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Newton’s apple, Franklin’s handkerchief?

May 19, 2009

Silk handkerchiefs! The perfect insouciant touch to a pocket.

And also essential equipment for the man of science. 

In 1750, Benjamin Franklin published a proposal for an experiment to prove that lightning is, in fact, electricity. This experiment involved flying a kite in a storm. Newton had his apple, but Benjamin Franklin had his silk handkerchief, without which this experiment would not have taken place (and without which the lightning rod would never have been invented):

TO PETER COLLINSON LONDON
Electrical Kite 

…Make a small cross of two light strips of cedar the arms  so long as to reach to the four corners of a large thin silk handkerchief; when extended tie the corners of the handkerchief to the extremities of the cross so you have the body of a kite, which being properly accommodated with a tail loop and string will rise in the air like those made of paper, but this being of silk is fitter to bear the wet and wind of a thunder gust without tearing. To the top of the upright stick of the cross is to be fixed a very sharp pointed wire rising a foot or more above the wood. To the end of the twine next the hand is to be tied a silk ribbon and where the silk and twine join a key may be fastened. This kite is to be raised when a thunder gust appears to be coming on and the person who holds the string must stand within a door or window or under some cover so that the silk ribbon may not be wet and care must be taken that the twine does not touch the frame of the door or window. As soon as any of the thunder clouds come over the kite the pointed wire will draw the electric fire from them and the kite with all the twine will be electrified and the loose filaments of the twine will stand out every way and be atrtracted by an approaching finger…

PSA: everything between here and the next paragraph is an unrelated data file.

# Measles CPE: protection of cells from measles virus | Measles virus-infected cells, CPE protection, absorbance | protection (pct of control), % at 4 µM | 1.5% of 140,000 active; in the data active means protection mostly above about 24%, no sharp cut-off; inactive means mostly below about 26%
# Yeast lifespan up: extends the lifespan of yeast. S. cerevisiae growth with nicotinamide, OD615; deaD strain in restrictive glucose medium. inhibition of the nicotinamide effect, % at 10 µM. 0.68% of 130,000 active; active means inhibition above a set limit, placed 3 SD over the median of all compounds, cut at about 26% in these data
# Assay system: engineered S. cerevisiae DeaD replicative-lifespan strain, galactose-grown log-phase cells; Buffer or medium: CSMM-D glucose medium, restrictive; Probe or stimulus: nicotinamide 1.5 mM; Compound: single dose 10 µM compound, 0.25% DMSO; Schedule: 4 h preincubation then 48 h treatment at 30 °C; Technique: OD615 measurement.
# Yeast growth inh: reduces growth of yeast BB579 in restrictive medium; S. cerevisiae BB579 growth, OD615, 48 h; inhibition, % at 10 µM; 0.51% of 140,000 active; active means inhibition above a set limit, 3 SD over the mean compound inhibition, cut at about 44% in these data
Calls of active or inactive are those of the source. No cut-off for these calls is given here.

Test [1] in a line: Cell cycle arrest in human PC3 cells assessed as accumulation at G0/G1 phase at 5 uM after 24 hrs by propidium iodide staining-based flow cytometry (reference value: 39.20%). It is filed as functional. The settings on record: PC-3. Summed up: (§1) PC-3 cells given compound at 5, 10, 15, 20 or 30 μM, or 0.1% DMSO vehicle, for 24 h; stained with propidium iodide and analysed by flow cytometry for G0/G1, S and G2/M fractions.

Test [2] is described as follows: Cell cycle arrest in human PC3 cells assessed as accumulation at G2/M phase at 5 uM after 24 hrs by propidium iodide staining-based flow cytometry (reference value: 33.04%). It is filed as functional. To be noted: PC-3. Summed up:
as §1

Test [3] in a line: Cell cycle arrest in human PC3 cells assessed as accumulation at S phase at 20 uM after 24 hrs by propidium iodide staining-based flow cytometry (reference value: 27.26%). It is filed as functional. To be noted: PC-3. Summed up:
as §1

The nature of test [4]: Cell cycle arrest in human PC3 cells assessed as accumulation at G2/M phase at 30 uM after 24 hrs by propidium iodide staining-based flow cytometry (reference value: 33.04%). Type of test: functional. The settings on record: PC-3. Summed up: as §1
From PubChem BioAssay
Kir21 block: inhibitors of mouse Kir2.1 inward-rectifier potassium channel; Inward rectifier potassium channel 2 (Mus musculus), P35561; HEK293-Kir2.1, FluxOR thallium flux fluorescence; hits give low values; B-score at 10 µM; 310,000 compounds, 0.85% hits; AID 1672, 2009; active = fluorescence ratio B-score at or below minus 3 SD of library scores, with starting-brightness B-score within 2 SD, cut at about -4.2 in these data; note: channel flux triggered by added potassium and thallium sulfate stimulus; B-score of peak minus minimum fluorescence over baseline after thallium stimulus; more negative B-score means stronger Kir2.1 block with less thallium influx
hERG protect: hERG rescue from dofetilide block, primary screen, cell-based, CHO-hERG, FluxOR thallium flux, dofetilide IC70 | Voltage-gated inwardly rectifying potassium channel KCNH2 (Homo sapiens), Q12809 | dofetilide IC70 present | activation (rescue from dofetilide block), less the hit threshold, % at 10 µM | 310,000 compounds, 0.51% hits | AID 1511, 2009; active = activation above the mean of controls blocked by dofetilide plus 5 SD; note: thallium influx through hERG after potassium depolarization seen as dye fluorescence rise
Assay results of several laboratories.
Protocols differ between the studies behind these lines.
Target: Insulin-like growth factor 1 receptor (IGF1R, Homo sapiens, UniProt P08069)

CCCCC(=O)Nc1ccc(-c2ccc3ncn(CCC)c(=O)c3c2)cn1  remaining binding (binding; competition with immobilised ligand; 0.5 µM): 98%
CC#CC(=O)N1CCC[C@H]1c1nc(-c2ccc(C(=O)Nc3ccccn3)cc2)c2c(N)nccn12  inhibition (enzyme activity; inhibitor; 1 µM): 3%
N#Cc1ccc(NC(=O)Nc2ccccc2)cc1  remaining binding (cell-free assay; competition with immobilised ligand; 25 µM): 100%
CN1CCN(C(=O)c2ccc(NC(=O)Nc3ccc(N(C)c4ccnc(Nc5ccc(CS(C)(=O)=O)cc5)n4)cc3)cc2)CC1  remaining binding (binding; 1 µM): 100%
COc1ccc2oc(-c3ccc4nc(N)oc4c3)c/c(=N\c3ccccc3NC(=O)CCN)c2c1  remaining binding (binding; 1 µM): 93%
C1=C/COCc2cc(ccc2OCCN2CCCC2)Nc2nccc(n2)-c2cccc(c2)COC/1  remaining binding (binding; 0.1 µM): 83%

Memoirs of the life and writings of Benjamin Franklin
by Benjamin Franklin, William Temple Franklin, 1809

Pimpernel does not recommend that you try this at home as it sounds darn dangerous. As well as being ruinous to your silk handkerchief.

In 1788 the humble silk handkerchief was being used to make advances in the field of optics:

An optical problem proposed by Mr Hopkinson and Solved by Mr Rittenhoule:

The problem stated in this paper is founded on the following observation: Mr Hopkinson sitting at his door one evening in the Summer took a Silk handkerchief out of his pocket and stretching a portion of it tight between his two hands held it up before his face and viewed through the handkerchief one of the Street lamps which was about a hundred yards distant, expecting to See the threads of the handkerchief much magnified. Agreeably to his expection he observed the silk threads magnified to the Size of very course wires but was much Surprised to find that though he moved the handkerchief to the right and left before his eyes the dark bars did not Seem to move at all but remained permanent before the eye. This however apparently trifling is a curious phenomenon in optics and Mr Rittenhouse accounts for it scientifically upon the principle of the inflexion of light in passing near the Surfaces of bodies…

The English review, or, An abstract of English and foreign literature, 1788

Every gentleman, scientist and scholar appreciates the worth of a good silk handkerchief. (Unfortunately so does every pocket-picking scamp- keep a sharp eye out!)

Silk handkerchief pictures from the V&A museum

 

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